Hurricane Harvey Could Come Close To Hurricane Katrina's Power


In 2005, Hurricane Katrina pummeled the Gulf Coast of the United States with violent winds, storm surge, and heavy rain, resulting in an estimated $108 billion worth of property damage and the deaths of at least 1,245 people. Overall, Hurricane Katrina is considered to be both the costliest natural disaster and one of the five deadliest hurricanes to ever hit the United States. Twelve years later, residents in cities along the Texas and Louisiana coastlines are one again bracing for the arrival of a powerful hurricane. But could Hurricane Harvey be as destructive as Hurricane Katrina?

Meteorologists upgraded Harvey from a tropical storm to a full-blown hurricane Thursday afternoon after its maximum sustained winds increased to 80 miles per hour as it moved northwest through the Gulf of Mexico. Hurricane Harvey is expected to make landfall late Friday or early Saturday, according the the National Weather Service.

Although recorded maximum sustained winds of 175 miles per hour meant Hurricane Katrina was upgraded to a Category 5 hurricane on the Saffir-Simpson hurricane wind scale shortly after entering the Gulf of Mexico on Aug. 28, 2005, the storm weakened over the next 24 hours. When Hurricane Katrina made her second landfall, this time in Louisiana, on Aug. 29, it was a Category 3 hurricane with sustained winds of 125 miles per hour. And according to meteorologists, Hurricane Harvey may prove just as powerful.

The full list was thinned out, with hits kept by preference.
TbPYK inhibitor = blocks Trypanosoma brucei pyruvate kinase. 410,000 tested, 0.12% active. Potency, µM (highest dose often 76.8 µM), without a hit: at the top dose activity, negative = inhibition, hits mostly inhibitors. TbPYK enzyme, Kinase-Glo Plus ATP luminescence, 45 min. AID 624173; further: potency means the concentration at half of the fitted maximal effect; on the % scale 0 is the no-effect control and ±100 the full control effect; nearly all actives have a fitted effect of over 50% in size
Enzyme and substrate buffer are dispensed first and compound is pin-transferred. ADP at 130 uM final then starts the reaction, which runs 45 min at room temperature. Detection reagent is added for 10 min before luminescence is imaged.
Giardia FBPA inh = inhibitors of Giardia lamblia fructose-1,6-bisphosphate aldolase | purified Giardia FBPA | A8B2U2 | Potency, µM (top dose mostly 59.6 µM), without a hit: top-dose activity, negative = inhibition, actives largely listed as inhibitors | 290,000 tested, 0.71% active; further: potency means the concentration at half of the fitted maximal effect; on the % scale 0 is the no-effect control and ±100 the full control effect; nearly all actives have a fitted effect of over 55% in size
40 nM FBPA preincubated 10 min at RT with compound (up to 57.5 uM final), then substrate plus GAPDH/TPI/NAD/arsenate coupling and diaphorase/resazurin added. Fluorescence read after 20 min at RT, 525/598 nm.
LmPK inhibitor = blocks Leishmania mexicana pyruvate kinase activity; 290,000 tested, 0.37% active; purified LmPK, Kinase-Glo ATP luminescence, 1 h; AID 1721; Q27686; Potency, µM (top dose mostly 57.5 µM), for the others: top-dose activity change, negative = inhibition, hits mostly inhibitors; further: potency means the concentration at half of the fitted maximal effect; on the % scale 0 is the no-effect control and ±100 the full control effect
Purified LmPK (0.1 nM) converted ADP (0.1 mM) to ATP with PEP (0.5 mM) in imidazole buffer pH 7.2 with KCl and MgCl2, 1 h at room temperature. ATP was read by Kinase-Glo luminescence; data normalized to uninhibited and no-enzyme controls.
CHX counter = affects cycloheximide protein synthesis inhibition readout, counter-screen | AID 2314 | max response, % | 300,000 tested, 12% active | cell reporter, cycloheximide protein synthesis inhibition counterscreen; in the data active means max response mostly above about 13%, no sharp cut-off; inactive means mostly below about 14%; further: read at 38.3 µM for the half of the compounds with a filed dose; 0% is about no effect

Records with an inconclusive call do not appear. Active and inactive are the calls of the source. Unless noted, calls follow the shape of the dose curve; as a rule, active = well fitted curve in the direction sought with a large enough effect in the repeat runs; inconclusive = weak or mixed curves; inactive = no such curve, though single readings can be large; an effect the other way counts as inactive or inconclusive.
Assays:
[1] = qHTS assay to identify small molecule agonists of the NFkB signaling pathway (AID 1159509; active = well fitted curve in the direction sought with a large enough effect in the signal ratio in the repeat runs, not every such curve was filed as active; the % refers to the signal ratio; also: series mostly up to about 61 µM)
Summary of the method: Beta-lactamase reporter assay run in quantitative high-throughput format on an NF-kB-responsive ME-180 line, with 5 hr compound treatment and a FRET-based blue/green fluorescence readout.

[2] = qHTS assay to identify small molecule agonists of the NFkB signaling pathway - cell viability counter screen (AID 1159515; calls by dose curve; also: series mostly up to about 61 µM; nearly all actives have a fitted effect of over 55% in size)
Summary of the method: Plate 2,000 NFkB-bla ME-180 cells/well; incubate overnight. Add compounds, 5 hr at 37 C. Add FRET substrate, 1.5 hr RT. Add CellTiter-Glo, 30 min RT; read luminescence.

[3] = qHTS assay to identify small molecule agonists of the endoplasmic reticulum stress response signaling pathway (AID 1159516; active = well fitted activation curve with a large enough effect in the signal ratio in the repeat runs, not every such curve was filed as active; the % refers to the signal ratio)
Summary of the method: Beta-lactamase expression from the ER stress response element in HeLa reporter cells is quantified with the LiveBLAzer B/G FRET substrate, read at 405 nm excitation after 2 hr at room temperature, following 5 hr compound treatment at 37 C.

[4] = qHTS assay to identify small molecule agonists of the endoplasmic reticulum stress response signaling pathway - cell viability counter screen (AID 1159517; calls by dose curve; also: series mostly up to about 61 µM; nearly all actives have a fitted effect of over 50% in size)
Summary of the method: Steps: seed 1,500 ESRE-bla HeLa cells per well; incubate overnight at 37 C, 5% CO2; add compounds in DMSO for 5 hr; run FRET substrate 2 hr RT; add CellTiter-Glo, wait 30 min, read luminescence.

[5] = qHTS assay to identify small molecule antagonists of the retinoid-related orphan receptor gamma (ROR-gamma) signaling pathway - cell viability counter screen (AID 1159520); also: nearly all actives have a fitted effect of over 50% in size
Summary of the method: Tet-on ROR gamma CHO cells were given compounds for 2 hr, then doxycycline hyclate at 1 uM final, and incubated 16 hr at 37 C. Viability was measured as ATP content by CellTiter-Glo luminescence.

Although Harvey was declared a Category 1 hurricane, the National Hurricane Center noted Harvey was projected to continue gathering strength as it moved toward the Gulf Coast until it became "a major hurricane." In an update issued Thursday, the National Hurricane Center reported:

Harvey has intensified quickly this morning, and is now forecast to be a major hurricane at landfall, bringing life-threatening storm surge, rainfall, and wind hazards to portions of the Texas coast.

The National Hurricane Center defines a "major hurricane" as a storm system which registers as a Category 3, 4, or 5 hurricane on the Saffir-Simpson scale with maximum sustained one-minute surface winds of at least 111 miles per hour.

Yet, there's one major difference between Hurricane Katrina and the meteorological projections for Hurricane Harvey that could wind up making the latter significantly less destructive than its older sister. In 2005, Hurricane Katrina was still a Category 3 hurricane when it made its third landfall near the border of Louisiana and Mississippi. It managed to maintain hurricane strength as it traveled more than 150 miles inland toward Meridian, Mississippi.

Hurricane Harvey, however, isn't expected to maintain hurricane strength for nearly as long as Hurricane Katrina did in 2005. In fact, the National Hurricane Center projects Harvey will slow considerably as it approaches the Texas coastline before stalling just a few miles inland. But will that keep it from being as destructive and deadly as Hurricane Katrina was?

The last time a storm this massive hit Texas was in 2008, when Hurricane Ike ripped through the state — along with areas of Louisiana and Arkansas — causing widespread damage and resulting in the deaths of 21 people.

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